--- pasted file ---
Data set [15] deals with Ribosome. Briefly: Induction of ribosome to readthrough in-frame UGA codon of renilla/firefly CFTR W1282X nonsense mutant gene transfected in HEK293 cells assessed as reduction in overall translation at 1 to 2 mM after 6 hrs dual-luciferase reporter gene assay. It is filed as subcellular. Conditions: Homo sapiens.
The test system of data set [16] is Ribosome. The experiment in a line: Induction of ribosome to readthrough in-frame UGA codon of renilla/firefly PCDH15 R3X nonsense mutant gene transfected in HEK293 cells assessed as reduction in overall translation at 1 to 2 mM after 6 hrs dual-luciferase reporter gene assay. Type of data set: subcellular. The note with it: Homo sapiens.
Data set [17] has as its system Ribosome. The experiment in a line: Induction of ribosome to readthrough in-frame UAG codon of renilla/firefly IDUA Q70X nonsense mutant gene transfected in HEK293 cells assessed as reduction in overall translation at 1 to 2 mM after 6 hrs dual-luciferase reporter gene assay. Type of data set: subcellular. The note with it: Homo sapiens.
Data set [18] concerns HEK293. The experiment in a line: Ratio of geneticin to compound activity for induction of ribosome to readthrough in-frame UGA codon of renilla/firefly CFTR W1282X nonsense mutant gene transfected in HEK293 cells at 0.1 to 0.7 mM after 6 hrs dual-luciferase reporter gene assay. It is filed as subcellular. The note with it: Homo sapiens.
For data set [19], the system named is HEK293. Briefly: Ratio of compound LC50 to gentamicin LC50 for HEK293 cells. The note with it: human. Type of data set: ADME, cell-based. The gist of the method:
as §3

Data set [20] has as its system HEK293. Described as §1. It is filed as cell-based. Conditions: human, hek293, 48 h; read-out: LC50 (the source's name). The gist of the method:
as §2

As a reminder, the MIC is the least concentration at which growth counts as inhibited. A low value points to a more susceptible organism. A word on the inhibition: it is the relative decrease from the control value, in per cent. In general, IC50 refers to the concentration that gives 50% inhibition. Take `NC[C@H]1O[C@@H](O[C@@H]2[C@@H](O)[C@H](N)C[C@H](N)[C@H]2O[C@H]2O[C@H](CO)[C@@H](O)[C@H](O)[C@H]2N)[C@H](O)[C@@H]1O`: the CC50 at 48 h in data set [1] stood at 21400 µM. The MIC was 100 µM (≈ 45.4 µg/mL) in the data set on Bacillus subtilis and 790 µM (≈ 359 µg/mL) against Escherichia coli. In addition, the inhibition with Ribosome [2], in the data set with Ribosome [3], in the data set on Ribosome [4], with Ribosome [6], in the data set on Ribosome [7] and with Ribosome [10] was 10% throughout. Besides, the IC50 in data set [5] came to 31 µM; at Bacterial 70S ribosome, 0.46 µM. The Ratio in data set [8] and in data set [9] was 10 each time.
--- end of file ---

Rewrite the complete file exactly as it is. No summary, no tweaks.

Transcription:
Data set [15] deals with Ribosome. Briefly: Induction of ribosome to readthrough in-frame UGA codon of renilla/firefly CFTR W1282X nonsense mutant gene transfected in HEK293 cells assessed as reduction in overall translation at 1 to 2 mM after 6 hrs dual-luciferase reporter gene assay. It is filed as subcellular. Conditions: Homo sapiens.
The test system of data set [16] is Ribosome. The experiment in a line: Induction of ribosome to readthrough in-frame UGA codon of renilla/firefly PCDH15 R3X nonsense mutant gene transfected in HEK293 cells assessed as reduction in overall translation at 1 to 2 mM after 6 hrs dual-luciferase reporter gene assay. Type of data set: subcellular. The note with it: Homo sapiens.
Data set [17] has as its system Ribosome. The experiment in a line: Induction of ribosome to readthrough in-frame UAG codon of renilla/firefly IDUA Q70X nonsense mutant gene transfected in HEK293 cells assessed as reduction in overall translation at 1 to 2 mM after 6 hrs dual-luciferase reporter gene assay. Type of data set: subcellular. The note with it: Homo sapiens.
Data set [18] concerns HEK293. The experiment in a line: Ratio of geneticin to compound activity for induction of ribosome to readthrough in-frame UGA codon of renilla/firefly CFTR W1282X nonsense mutant gene transfected in HEK293 cells at 0.1 to 0.7 mM after 6 hrs dual-luciferase reporter gene assay. It is filed as subcellular. The note with it: Homo sapiens.
For data set [19], the system named is HEK293. Briefly: Ratio of compound LC50 to gentamicin LC50 for HEK293 cells. The note with it: human. Type of data set: ADME, cell-based. The gist of the method:
as §3

Data set [20] has as its system HEK293. Described as §1. It is filed as cell-based. Conditions: human, hek293, 48 h; read-out: LC50 (the source's name). The gist of the method:
as §2

As a reminder, the MIC is the least concentration at which growth counts as inhibited. A low value points to a more susceptible organism. A word on the inhibition: it is the relative decrease from the control value, in per cent. In general, IC50 refers to the concentration that gives 50% inhibition. Take `NC[C@H]1O[C@@H](O[C@@H]2[C@@H](O)[C@H](N)C[C@H](N)[C@H]2O[C@H]2O[C@H](CO)[C@@H](O)[C@H](O)[C@H]2N)[C@H](O)[C@@H]1O`: the CC50 at 48 h in data set [1] stood at 21400 µM. The MIC was 100 µM (≈ 45.4 µg/mL) in the data set on Bacillus subtilis and 790 µM (≈ 359 µg/mL) against Escherichia coli. In addition, the inhibition with Ribosome [2], in the data set with Ribosome [3], in the data set on Ribosome [4], with Ribosome [6], in the data set on Ribosome [7] and with Ribosome [10] was 10% throughout. Besides, the IC50 in data set [5] came to 31 µM; at Bacterial 70S ribosome, 0.46 µM. The Ratio in data set [8] and in data set [9] was 10 each time.